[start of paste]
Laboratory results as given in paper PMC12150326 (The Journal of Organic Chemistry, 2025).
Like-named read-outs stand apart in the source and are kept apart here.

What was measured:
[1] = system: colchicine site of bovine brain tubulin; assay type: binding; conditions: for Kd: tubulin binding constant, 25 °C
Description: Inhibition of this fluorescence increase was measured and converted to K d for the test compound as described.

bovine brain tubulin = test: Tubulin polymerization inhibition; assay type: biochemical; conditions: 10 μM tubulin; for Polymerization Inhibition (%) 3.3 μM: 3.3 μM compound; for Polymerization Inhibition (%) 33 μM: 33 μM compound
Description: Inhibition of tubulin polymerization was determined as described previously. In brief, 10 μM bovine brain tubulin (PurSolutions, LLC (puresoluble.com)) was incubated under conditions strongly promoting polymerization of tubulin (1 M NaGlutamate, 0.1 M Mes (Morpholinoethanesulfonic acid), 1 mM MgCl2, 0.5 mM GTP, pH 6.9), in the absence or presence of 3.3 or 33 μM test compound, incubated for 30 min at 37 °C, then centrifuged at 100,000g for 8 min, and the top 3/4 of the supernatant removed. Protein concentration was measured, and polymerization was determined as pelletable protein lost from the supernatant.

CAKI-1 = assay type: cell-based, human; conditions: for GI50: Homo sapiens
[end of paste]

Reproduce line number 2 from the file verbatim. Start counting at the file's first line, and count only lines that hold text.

Like-named read-outs stand apart in the source and are kept apart here.